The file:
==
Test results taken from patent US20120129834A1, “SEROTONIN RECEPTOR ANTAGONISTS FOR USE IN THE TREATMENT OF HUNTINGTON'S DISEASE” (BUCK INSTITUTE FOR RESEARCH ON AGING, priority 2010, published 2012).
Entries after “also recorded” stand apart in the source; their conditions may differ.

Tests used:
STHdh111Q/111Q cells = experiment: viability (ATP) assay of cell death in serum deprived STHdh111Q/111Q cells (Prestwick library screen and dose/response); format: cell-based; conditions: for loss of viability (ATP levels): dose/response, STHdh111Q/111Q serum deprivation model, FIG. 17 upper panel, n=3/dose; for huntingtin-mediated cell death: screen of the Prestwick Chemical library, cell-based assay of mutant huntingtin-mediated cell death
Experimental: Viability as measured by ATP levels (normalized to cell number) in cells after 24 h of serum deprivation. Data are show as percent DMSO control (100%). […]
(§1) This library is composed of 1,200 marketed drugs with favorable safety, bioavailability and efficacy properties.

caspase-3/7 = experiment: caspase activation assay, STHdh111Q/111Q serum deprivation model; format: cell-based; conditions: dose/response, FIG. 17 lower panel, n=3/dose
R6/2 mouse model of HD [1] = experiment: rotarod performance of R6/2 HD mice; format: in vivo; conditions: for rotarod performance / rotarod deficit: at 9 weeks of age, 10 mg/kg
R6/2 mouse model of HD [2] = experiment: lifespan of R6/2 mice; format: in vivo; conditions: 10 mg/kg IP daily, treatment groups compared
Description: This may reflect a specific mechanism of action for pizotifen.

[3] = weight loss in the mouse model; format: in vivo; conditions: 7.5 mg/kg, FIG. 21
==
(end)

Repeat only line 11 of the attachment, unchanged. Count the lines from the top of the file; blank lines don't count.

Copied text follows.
[3] = weight loss in the mouse model; format: in vivo; conditions: 7.5 mg/kg, FIG. 21